We loved Christina Henry’s dystopian takes on Alice in Wonderland and Alice Through the Looking Glass in Alice and Red Queen, so we were extra specially excited to hear that she was turning her hand to another of our childhood favourites Peter Pan with Lost Boy.
Then our good friends at Titan Books asked us if we’d like a guest post by Christina to help launch Lost Boy in the UK, naturally we jumped at the chance. We used our question wisely and asked ‘Why does fiction love absentee parents so much?’
‘The first major event in so many stories with child/teen heroes is getting rid of those pesky adults – either the main character is orphaned, or the parents are conveniently off on a long research trip, or maybe they are just too caught up in their lives to notice what their kids are doing.
This is because while loving, attentive caregivers are ideal for real life their presence is often an albatross for kids trying to save the world – or just have an awfully big adventure.
The joy of many children’s stories is the idea of a secret world that is kids-only, free from annoying things like the need to wash one’s hands for dinner or even to be home for dinner at a certain time. Kids love the idea of private places where they can do whatever they like and eat all the junk food they want – this is practically the reason why forts and tree houses were invented.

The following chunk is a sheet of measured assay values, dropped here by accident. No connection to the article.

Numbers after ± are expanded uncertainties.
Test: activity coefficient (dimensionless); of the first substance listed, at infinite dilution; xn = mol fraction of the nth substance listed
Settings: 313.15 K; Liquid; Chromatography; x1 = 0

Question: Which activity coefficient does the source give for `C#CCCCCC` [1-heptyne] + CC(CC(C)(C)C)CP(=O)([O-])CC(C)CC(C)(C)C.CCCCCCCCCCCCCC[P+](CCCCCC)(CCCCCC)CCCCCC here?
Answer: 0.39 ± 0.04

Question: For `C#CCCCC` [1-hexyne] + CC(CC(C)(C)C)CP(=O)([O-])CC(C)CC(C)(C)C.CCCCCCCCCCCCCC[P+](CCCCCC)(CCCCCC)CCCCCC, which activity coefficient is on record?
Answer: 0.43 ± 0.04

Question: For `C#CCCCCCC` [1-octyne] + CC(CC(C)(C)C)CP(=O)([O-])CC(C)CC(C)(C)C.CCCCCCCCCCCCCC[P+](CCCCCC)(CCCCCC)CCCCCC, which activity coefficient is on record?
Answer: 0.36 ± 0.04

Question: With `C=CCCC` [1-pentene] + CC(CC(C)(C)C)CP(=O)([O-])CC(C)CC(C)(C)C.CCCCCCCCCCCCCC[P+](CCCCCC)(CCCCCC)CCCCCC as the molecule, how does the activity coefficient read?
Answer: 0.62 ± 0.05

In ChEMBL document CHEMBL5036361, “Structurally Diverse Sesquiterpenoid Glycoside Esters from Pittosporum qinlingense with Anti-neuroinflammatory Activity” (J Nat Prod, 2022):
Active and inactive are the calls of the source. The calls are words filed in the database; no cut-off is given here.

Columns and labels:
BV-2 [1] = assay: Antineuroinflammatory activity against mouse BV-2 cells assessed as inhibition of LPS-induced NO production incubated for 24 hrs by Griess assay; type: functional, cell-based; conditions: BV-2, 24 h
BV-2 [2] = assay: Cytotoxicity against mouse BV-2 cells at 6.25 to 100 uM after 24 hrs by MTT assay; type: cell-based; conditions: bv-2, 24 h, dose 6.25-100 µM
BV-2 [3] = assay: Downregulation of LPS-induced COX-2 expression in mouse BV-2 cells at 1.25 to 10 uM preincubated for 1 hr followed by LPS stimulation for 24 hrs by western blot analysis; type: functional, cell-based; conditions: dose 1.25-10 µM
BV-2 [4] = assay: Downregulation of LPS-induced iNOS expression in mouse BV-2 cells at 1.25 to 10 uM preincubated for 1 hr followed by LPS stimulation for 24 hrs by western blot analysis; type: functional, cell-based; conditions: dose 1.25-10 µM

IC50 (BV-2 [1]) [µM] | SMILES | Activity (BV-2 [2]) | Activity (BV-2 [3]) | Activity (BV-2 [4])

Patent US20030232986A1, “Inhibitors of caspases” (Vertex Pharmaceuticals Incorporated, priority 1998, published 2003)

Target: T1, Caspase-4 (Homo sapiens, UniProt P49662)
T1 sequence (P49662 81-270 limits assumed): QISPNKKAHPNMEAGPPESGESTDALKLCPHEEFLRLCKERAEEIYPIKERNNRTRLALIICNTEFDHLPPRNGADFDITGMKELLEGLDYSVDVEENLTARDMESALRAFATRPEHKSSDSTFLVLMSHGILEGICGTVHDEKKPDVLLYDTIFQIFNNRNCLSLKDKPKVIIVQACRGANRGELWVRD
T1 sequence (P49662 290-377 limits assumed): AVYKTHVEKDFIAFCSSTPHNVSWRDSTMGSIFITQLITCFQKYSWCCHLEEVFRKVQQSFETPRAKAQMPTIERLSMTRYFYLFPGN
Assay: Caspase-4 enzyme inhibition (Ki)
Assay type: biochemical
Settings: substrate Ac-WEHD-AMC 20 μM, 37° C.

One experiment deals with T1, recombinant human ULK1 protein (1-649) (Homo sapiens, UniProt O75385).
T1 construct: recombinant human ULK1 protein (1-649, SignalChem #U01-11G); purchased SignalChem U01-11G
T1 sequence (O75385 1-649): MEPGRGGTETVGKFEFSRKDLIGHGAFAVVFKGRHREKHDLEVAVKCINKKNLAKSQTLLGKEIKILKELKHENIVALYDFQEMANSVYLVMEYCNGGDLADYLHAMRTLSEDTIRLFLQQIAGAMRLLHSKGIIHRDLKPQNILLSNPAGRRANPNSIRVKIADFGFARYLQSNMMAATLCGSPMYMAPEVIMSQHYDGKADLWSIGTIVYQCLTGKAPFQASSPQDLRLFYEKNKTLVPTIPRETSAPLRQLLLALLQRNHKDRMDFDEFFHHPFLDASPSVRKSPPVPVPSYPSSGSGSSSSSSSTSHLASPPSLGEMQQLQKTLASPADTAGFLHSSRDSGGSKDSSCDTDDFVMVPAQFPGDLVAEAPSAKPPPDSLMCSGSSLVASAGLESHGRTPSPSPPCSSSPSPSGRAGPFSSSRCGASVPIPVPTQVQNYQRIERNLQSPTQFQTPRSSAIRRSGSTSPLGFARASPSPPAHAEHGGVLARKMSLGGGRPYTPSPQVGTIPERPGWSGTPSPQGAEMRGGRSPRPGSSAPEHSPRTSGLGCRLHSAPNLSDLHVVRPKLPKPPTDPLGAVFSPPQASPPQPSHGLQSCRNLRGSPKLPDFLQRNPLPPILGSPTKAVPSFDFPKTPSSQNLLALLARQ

There is also a sense that a parent (or other caregiver) would prevent the child hero/heroine from doing what he needs to do/fulfilling his destiny/destroying the evil among us.
Do any of us think that Harry Potter would have been able to go off questing for Deathly Hallows if he had a mother and father at home? Of course not. Hermione had to make her own parents forget she ever existed so she could join Harry. And Ron’s mother, the too-wonderful Molly Weasley, threw every possible obstacle in their path to prevent them from leaving. If James and Lily were still alive they certainly would have told Harry to leave the fighting to the Order of the Phoenix and to worry about his studies instead.
Peter Pan, of course, eliminates parents by recruiting children from the real world to join the titular hero on his island-of-eternal-fun. Peter makes sure no parent will interfere with his plans by physically removing the children to a geographic location so remote that no adult could possibly find it – except, that is, for the pirates on the island.
I always wondered about those pirates – how they found Neverland, why Captain Hook hated Peter Pan so much. I wanted to know why this adult was so determined to kill this one boy. And so I wrote Lost Boy, a tale of boys and missing parents and the kind of hero-worshipping-love that can only become corrosive hatred. Because Neverland is not all fun and games, and Peter lies.’
Lost Boy is out now from Titan Books in the UK price £7.99